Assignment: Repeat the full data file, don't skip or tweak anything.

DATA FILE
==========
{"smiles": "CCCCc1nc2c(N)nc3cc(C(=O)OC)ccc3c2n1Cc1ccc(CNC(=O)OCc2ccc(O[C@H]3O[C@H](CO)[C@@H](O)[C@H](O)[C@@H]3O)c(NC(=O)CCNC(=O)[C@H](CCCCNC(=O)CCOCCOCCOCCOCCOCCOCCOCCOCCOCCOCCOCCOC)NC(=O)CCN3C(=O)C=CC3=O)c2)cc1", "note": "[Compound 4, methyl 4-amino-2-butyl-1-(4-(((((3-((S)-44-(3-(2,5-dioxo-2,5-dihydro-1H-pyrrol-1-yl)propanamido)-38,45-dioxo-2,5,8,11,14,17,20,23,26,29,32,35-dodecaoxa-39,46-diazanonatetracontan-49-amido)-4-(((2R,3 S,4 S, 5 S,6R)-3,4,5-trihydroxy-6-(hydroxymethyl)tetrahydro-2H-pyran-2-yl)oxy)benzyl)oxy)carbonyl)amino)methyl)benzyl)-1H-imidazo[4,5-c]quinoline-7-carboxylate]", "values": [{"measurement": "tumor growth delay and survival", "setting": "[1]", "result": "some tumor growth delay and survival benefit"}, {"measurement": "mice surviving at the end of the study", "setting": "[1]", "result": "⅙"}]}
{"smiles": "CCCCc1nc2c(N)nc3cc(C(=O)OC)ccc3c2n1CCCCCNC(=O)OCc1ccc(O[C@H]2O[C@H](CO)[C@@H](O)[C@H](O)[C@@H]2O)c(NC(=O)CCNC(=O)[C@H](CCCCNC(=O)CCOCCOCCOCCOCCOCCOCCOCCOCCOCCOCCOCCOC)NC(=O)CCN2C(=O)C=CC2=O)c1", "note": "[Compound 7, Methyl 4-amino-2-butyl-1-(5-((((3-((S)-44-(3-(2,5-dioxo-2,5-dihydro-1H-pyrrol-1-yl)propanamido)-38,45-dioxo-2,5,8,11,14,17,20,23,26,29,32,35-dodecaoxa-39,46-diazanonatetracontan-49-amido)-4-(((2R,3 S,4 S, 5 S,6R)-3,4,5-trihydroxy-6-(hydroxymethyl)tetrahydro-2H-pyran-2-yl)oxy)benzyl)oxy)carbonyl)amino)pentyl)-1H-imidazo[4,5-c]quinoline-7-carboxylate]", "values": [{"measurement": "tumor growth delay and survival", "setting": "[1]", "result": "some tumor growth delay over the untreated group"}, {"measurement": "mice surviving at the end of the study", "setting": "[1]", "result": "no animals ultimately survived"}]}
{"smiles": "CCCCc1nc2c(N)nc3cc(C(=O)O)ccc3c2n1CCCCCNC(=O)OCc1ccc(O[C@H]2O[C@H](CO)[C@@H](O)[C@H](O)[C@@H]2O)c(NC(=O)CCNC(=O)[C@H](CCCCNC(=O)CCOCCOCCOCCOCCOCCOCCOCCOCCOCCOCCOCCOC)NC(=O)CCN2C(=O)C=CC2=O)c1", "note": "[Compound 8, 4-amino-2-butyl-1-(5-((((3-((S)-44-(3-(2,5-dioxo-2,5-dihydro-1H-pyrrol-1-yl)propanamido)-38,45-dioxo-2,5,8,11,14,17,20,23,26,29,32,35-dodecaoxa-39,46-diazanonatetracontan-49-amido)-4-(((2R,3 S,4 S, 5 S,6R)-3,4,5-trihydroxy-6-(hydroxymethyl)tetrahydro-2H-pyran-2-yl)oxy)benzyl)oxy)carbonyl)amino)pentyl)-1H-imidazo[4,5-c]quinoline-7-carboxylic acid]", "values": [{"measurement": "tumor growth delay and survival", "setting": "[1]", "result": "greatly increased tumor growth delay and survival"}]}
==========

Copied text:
{"smiles": "CCCCc1nc2c(N)nc3cc(C(=O)OC)ccc3c2n1Cc1ccc(CNC(=O)OCc2ccc(O[C@H]3O[C@H](CO)[C@@H](O)[C@H](O)[C@@H]3O)c(NC(=O)CCNC(=O)[C@H](CCCCNC(=O)CCOCCOCCOCCOCCOCCOCCOCCOCCOCCOCCOCCOC)NC(=O)CCN3C(=O)C=CC3=O)c2)cc1", "note": "[Compound 4, methyl 4-amino-2-butyl-1-(4-(((((3-((S)-44-(3-(2,5-dioxo-2,5-dihydro-1H-pyrrol-1-yl)propanamido)-38,45-dioxo-2,5,8,11,14,17,20,23,26,29,32,35-dodecaoxa-39,46-diazanonatetracontan-49-amido)-4-(((2R,3 S,4 S, 5 S,6R)-3,4,5-trihydroxy-6-(hydroxymethyl)tetrahydro-2H-pyran-2-yl)oxy)benzyl)oxy)carbonyl)amino)methyl)benzyl)-1H-imidazo[4,5-c]quinoline-7-carboxylate]", "values": [{"measurement": "tumor growth delay and survival", "setting": "[1]", "result": "some tumor growth delay and survival benefit"}, {"measurement": "mice surviving at the end of the study", "setting": "[1]", "result": "⅙"}]}
{"smiles": "CCCCc1nc2c(N)nc3cc(C(=O)OC)ccc3c2n1CCCCCNC(=O)OCc1ccc(O[C@H]2O[C@H](CO)[C@@H](O)[C@H](O)[C@@H]2O)c(NC(=O)CCNC(=O)[C@H](CCCCNC(=O)CCOCCOCCOCCOCCOCCOCCOCCOCCOCCOCCOCCOC)NC(=O)CCN2C(=O)C=CC2=O)c1", "note": "[Compound 7, Methyl 4-amino-2-butyl-1-(5-((((3-((S)-44-(3-(2,5-dioxo-2,5-dihydro-1H-pyrrol-1-yl)propanamido)-38,45-dioxo-2,5,8,11,14,17,20,23,26,29,32,35-dodecaoxa-39,46-diazanonatetracontan-49-amido)-4-(((2R,3 S,4 S, 5 S,6R)-3,4,5-trihydroxy-6-(hydroxymethyl)tetrahydro-2H-pyran-2-yl)oxy)benzyl)oxy)carbonyl)amino)pentyl)-1H-imidazo[4,5-c]quinoline-7-carboxylate]", "values": [{"measurement": "tumor growth delay and survival", "setting": "[1]", "result": "some tumor growth delay over the untreated group"}, {"measurement": "mice surviving at the end of the study", "setting": "[1]", "result": "no animals ultimately survived"}]}
{"smiles": "CCCCc1nc2c(N)nc3cc(C(=O)O)ccc3c2n1CCCCCNC(=O)OCc1ccc(O[C@H]2O[C@H](CO)[C@@H](O)[C@H](O)[C@@H]2O)c(NC(=O)CCNC(=O)[C@H](CCCCNC(=O)CCOCCOCCOCCOCCOCCOCCOCCOCCOCCOCCOCCOC)NC(=O)CCN2C(=O)C=CC2=O)c1", "note": "[Compound 8, 4-amino-2-butyl-1-(5-((((3-((S)-44-(3-(2,5-dioxo-2,5-dihydro-1H-pyrrol-1-yl)propanamido)-38,45-dioxo-2,5,8,11,14,17,20,23,26,29,32,35-dodecaoxa-39,46-diazanonatetracontan-49-amido)-4-(((2R,3 S,4 S, 5 S,6R)-3,4,5-trihydroxy-6-(hydroxymethyl)tetrahydro-2H-pyran-2-yl)oxy)benzyl)oxy)carbonyl)amino)pentyl)-1H-imidazo[4,5-c]quinoline-7-carboxylic acid]", "values": [{"measurement": "tumor growth delay and survival", "setting": "[1]", "result": "greatly increased tumor growth delay and survival"}]}